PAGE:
The County is also working on projects that will be funded outside of the BTOP grant, including an extension of CBX to Wilsonville, as well as connections to the networks at the State of Oregon, and Washington and Multnomah Counties.
Although Clackamas County is managing the construction of CBX, it will not provide any direct retail broadband services to homes, public entities or private businesses. The County’s role is to build the dark fiber infrastructure and make it available to public agencies and private telecommunications companies through lease agreements.
As planned, the CBX will initially benefit a number of identified "community anchor institutions." These include public agencies and service providers such as schools, police, fire, libraries, healthcare centers, governments, transportation facilities and utility companies and cooperatives. In addition, CBX will benefit current broadband service providers and businesses throughout the county by providing nondiscriminatory, cost effective, high speed infrastructure.
Clackamas Broadband Express will allow service providers to expand and enhance services and improve service delivery to their customers, as well as assist local businesses in becoming more viable in a global marketplace. The CBX will also provide key infrastructure for attracting new businesses to the County, in turn facilitating crucial economic development.
Clackamas County has several project partners including Clackamas Educational Service District, SandyNet and Clackamas Community College. In addition to partnerships with public entities, the County has, and will continue to reach out to private telecommunications companies and other service providers to establish strategic relationships. Two utility agencies, Portland General Electric and Water Environment Services, are also partners of the CBX effort.
This Statement applies to the fiber/network resources that are part of the Clackamas Broadband Express (CBX). This does not apply to other County fiber resources or resources owned by partner institutions/companies that may be connected to and/or providing services to the CBX.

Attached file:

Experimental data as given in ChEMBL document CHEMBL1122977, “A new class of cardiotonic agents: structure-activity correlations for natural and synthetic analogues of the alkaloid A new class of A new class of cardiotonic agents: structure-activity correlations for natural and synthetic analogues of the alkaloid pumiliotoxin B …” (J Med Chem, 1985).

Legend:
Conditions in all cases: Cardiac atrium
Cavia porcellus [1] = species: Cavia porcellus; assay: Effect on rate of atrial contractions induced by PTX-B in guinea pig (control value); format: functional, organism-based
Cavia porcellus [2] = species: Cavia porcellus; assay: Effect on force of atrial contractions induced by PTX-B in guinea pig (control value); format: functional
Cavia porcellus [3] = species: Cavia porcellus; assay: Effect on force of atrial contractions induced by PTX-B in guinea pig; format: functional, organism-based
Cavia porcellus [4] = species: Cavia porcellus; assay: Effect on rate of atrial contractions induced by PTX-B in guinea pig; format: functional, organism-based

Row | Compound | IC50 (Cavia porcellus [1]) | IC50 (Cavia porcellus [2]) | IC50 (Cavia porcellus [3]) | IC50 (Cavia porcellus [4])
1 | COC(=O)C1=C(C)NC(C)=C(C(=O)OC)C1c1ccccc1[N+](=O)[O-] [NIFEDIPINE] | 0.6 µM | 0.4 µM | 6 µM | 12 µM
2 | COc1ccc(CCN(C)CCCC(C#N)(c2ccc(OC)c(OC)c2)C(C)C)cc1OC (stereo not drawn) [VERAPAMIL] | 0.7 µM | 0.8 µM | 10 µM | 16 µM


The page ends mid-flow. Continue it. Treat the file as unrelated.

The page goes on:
The CBX operates in adherence to the rules and regulations of the National Telecommunications & Information Administration (NTIA).
Clackamas County is solely responsible for the operation of the fiber infrastructure and private network services to County facilities. All other services, including but not limited to Internet Service Providers, Telecommunications, Cable TV, etc., are the responsibility of local, independent service providers. The CBX does not provide services except to County supported facilities.
CBX will offer physical interconnection with requesting parties via allocation of dark fiber to the requesting party for purposes of transport anywhere on the CBX. The CBX is non-discriminatory and open to any requesting party. Utilization of the dark fiber is not restricted and is open to use as necessary for the requesting party within the resources allocated by CBX. Such interconnection arrangements are subject to:
The CBX does not apply any network traffic prioritization, and will not favor any lawful applications or content over others. The CBX will not filter any content or service except to County supported facilities or in cases of violation of interconnection agreements.
CBX network operation and management practices will adhere to the principles of the Federal Communications Commission’s (FCC) Broadband Policy Statement (FCC 05-151):
For more information on the CBX project, please visit our project page on the BroadbandUSA website.